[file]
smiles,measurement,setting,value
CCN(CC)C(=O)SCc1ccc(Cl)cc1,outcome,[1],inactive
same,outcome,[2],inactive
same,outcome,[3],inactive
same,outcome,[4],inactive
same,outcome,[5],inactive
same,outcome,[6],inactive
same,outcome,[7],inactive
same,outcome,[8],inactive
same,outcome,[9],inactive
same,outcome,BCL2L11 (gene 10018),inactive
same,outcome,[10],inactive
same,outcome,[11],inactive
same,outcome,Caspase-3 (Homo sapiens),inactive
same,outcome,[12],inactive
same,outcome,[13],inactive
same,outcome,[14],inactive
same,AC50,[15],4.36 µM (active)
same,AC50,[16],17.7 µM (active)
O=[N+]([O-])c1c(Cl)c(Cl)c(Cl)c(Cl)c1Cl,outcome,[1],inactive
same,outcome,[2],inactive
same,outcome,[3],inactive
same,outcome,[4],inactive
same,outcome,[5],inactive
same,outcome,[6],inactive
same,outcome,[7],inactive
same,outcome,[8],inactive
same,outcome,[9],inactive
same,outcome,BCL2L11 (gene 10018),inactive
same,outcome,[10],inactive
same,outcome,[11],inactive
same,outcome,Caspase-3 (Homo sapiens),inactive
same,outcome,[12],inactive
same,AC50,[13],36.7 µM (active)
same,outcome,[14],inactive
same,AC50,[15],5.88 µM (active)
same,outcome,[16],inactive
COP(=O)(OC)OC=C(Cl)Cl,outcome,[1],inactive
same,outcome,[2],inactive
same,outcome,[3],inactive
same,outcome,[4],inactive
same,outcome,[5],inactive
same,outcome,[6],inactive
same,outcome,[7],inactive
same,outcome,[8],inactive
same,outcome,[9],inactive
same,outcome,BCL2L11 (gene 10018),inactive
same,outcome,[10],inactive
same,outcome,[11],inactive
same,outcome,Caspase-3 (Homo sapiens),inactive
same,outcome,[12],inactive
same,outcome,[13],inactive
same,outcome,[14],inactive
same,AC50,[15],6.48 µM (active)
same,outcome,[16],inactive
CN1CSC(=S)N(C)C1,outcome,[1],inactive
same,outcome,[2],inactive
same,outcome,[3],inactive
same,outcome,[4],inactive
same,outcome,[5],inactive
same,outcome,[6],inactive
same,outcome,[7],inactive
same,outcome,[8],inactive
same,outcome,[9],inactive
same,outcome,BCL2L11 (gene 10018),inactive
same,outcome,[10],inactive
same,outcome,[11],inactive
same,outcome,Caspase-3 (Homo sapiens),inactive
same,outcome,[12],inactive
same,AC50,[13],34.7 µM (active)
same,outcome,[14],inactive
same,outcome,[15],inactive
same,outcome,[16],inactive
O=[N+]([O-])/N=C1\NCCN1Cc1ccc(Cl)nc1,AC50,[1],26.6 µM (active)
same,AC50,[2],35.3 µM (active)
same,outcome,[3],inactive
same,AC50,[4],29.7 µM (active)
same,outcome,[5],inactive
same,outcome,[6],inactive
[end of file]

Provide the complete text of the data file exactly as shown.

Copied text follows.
smiles,measurement,setting,value
CCN(CC)C(=O)SCc1ccc(Cl)cc1,outcome,[1],inactive
same,outcome,[2],inactive
same,outcome,[3],inactive
same,outcome,[4],inactive
same,outcome,[5],inactive
same,outcome,[6],inactive
same,outcome,[7],inactive
same,outcome,[8],inactive
same,outcome,[9],inactive
same,outcome,BCL2L11 (gene 10018),inactive
same,outcome,[10],inactive
same,outcome,[11],inactive
same,outcome,Caspase-3 (Homo sapiens),inactive
same,outcome,[12],inactive
same,outcome,[13],inactive
same,outcome,[14],inactive
same,AC50,[15],4.36 µM (active)
same,AC50,[16],17.7 µM (active)
O=[N+]([O-])c1c(Cl)c(Cl)c(Cl)c(Cl)c1Cl,outcome,[1],inactive
same,outcome,[2],inactive
same,outcome,[3],inactive
same,outcome,[4],inactive
same,outcome,[5],inactive
same,outcome,[6],inactive
same,outcome,[7],inactive
same,outcome,[8],inactive
same,outcome,[9],inactive
same,outcome,BCL2L11 (gene 10018),inactive
same,outcome,[10],inactive
same,outcome,[11],inactive
same,outcome,Caspase-3 (Homo sapiens),inactive
same,outcome,[12],inactive
same,AC50,[13],36.7 µM (active)
same,outcome,[14],inactive
same,AC50,[15],5.88 µM (active)
same,outcome,[16],inactive
COP(=O)(OC)OC=C(Cl)Cl,outcome,[1],inactive
same,outcome,[2],inactive
same,outcome,[3],inactive
same,outcome,[4],inactive
same,outcome,[5],inactive
same,outcome,[6],inactive
same,outcome,[7],inactive
same,outcome,[8],inactive
same,outcome,[9],inactive
same,outcome,BCL2L11 (gene 10018),inactive
same,outcome,[10],inactive
same,outcome,[11],inactive
same,outcome,Caspase-3 (Homo sapiens),inactive
same,outcome,[12],inactive
same,outcome,[13],inactive
same,outcome,[14],inactive
same,AC50,[15],6.48 µM (active)
same,outcome,[16],inactive
CN1CSC(=S)N(C)C1,outcome,[1],inactive
same,outcome,[2],inactive
same,outcome,[3],inactive
same,outcome,[4],inactive
same,outcome,[5],inactive
same,outcome,[6],inactive
same,outcome,[7],inactive
same,outcome,[8],inactive
same,outcome,[9],inactive
same,outcome,BCL2L11 (gene 10018),inactive
same,outcome,[10],inactive
same,outcome,[11],inactive
same,outcome,Caspase-3 (Homo sapiens),inactive
same,outcome,[12],inactive
same,AC50,[13],34.7 µM (active)
same,outcome,[14],inactive
same,outcome,[15],inactive
same,outcome,[16],inactive
O=[N+]([O-])/N=C1\NCCN1Cc1ccc(Cl)nc1,AC50,[1],26.6 µM (active)
same,AC50,[2],35.3 µM (active)
same,outcome,[3],inactive
same,AC50,[4],29.7 µM (active)
same,outcome,[5],inactive
same,outcome,[6],inactive